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(Online CE Course)

(based on 57 customer ratings)

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Continuing Education Credits

P.A.C.E.® Contact Hours (acceptable for AMT, ASCP, and state recertification): 2 hour(s)
Course number 578-022-20, approved through 3/31/2022
Florida Board of Clinical Laboratory Personnel Credit Hours - General (Blood Banking / Immunohematology): 2 hour(s)
Course number 20-694787, approved through 9/1/2020

Objectives

  • Compare the different types of immune hemolytic anemias.
  • Identify and investigate potential serologic discrepancies caused by autoimmune and drug-induced hemolytic anemias.
  • Differentiate the four mechanisms involved in drug-induced hemolytic anemias.
  • List medications that may be associated with drug-induced hemolytic anemia.

Customer Ratings

(based on 57 customer ratings)

Course Outline

Click on the links below to preview selected pages from this course.
  • Immune Hemolytic Anemias
      • Introduction
      • Direct Antiglobulin Test (DAT)
      • Classification of Hemolytic Anemias
  • Alloimmune Hemolytic Anemia
      • Alloimmune Hemolytic Anemia
  • Autoimmune Hemolytic Anemias
  • Drug-Induced Hemolytic Anemia
      • Drug-Induced Immune Hemolytic Anemia Introduction
      • Mechanisms
      • Drug Adsorption Mechanism
      • Immune Complex Mechanism
      • Membrane Modification (Non-Immune Adsorption of Proteins)
      • Induction of Autoimmunity
      • Treatment of Drug-Induced Immune Hemolytic Anemia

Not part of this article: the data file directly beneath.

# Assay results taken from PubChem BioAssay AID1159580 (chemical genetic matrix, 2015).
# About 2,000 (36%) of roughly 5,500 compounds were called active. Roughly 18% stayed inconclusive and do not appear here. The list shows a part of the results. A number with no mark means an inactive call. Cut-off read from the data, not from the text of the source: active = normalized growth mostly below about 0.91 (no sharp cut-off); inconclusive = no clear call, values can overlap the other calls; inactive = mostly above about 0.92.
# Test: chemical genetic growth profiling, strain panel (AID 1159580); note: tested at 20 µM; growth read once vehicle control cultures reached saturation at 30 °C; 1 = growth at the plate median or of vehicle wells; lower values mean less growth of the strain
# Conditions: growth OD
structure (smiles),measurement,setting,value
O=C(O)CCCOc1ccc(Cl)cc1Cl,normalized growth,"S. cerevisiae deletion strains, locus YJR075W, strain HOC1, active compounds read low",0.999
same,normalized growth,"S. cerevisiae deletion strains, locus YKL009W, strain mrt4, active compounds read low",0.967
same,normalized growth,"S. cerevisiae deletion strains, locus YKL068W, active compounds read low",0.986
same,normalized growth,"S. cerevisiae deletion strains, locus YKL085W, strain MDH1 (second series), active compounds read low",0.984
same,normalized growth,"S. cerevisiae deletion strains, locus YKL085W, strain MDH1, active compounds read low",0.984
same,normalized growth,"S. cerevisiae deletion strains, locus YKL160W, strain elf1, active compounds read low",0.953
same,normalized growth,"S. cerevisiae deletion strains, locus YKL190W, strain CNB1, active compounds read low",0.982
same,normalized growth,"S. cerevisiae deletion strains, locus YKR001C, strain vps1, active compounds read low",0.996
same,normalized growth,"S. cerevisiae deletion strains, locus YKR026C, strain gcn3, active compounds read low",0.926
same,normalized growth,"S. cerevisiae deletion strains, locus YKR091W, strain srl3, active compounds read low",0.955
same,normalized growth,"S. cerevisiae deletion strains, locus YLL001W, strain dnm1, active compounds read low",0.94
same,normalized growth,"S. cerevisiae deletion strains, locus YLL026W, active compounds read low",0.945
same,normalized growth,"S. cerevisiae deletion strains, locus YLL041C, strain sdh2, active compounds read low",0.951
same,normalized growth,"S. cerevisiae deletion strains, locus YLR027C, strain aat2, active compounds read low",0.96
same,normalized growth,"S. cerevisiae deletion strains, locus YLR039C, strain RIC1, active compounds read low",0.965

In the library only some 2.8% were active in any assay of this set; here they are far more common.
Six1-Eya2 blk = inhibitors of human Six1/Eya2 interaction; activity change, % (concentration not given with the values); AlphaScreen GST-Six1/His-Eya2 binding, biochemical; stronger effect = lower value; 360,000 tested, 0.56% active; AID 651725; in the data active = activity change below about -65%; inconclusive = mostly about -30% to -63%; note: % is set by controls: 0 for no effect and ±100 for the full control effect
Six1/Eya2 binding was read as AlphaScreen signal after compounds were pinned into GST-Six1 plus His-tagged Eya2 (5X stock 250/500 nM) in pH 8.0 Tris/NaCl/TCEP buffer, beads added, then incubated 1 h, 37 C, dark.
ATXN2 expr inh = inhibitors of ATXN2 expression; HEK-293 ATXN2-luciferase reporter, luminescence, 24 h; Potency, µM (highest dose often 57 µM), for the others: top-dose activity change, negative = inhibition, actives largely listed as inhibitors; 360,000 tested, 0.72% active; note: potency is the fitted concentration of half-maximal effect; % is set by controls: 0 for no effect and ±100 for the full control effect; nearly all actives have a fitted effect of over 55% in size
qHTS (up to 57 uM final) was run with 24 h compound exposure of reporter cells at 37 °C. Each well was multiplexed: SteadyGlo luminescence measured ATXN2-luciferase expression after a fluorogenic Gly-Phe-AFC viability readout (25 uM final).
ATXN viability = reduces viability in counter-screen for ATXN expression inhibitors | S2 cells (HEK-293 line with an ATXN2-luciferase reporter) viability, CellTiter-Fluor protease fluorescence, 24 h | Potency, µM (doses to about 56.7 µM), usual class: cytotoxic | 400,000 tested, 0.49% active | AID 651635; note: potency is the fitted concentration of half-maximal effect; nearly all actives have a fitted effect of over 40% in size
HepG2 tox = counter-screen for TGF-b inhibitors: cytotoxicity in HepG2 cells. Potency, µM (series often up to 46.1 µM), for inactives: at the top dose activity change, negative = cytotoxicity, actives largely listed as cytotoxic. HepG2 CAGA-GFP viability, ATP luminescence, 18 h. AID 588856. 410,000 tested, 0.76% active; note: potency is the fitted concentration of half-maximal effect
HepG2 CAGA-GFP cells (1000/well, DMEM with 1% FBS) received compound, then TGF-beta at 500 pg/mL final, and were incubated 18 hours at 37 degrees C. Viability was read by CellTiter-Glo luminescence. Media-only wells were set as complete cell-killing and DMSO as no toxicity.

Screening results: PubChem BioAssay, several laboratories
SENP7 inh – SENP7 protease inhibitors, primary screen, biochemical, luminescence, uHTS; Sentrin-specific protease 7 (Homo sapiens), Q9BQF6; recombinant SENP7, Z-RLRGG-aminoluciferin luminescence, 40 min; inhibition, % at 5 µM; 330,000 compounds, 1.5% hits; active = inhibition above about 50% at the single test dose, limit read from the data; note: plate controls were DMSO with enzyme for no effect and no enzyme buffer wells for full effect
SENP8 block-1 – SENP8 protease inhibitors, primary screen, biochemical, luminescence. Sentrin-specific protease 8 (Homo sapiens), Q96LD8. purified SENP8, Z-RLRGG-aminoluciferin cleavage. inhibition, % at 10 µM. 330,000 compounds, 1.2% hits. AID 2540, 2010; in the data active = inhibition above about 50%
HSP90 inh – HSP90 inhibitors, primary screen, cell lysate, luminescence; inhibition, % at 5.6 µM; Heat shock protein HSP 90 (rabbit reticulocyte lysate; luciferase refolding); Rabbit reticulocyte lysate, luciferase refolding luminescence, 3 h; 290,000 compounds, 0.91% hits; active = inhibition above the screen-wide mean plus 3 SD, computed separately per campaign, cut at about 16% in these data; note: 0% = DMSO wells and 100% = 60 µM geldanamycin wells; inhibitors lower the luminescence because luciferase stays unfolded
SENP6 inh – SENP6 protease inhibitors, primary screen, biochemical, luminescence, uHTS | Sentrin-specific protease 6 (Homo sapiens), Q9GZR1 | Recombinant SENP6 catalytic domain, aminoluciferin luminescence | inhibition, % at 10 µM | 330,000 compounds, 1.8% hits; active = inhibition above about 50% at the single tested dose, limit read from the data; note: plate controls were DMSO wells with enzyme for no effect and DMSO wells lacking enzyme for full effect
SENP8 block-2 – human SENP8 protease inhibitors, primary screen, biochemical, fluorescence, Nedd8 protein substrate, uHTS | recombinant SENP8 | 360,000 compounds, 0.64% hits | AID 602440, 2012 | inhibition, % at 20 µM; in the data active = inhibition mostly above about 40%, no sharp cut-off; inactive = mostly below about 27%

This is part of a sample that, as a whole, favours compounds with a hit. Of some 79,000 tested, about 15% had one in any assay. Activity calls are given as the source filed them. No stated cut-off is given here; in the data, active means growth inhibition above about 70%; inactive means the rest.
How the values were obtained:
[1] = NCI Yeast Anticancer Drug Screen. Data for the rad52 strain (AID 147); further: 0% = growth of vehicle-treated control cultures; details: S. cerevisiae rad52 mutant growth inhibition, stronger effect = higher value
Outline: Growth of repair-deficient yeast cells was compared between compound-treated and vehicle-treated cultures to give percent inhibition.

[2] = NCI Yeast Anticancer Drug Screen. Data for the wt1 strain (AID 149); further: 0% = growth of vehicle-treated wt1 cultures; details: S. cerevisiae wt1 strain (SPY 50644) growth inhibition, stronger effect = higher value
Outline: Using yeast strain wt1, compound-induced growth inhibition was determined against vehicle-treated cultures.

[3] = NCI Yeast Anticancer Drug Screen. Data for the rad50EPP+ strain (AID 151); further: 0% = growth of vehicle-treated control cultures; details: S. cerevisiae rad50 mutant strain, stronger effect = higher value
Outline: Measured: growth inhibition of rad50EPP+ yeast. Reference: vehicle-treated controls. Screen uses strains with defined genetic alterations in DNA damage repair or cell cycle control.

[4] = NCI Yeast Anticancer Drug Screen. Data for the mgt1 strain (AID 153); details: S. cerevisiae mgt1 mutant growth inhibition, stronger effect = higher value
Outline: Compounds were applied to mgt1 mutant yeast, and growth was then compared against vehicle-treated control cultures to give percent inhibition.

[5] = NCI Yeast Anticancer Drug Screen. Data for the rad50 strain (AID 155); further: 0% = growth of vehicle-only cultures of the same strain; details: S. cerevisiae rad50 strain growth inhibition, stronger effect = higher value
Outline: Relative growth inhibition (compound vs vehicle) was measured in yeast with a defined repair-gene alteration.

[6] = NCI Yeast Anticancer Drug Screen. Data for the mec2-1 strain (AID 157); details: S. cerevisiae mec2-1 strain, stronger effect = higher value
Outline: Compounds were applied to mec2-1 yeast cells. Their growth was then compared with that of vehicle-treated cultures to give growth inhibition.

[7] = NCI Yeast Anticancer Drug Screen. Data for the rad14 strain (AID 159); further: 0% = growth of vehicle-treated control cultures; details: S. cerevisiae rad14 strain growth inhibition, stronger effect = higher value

• Laboratory Investigation of Drug-Induced Immune Hemolytic Anemia
      • Which mechanism of drug-induced red cell destruction closely mimics the serologic presentation of warm autoimmune hemolytic anemia (WAIHA)?
      • Which mechanism of drug-induced hemolytic anemia involves the formation of drug-antibody combinations that bind non-specifically to RBC membranes and ...
      • Penicillin is one of the medications that may be responsible for the immune-complex mechanism of drug-induced hemolytic anemia.
  • Case Study
      • Case Study OneA 50-year-old female patient with systemic lupus erythematosus (SLE) is admitted to the hospital with evidence of hemolysis, including d...
      • Case Study One, continued
      • Case Study One, continued
      • Case Study One, continued
      • Case Study One, continuedTo determine the appropriate adsorption technique to use, an accurate transfusion history must be obtained. In this case the ...
      • Case Study One, continued The results of the autoadsorbed serum tested with a set of antibody screen cells are shown on the right. What does the patte...
      • Case Study One Conclusion
  • Case Study
      • Case Study Two
      • Case Study Two, continued
      • Case Study Two, continuedA DAT is ordered on the patient along with an antibody screen. The DAT is positive and the antibody screen is negative. Eluti...
      • Case Study Two, Conclusion
  • References
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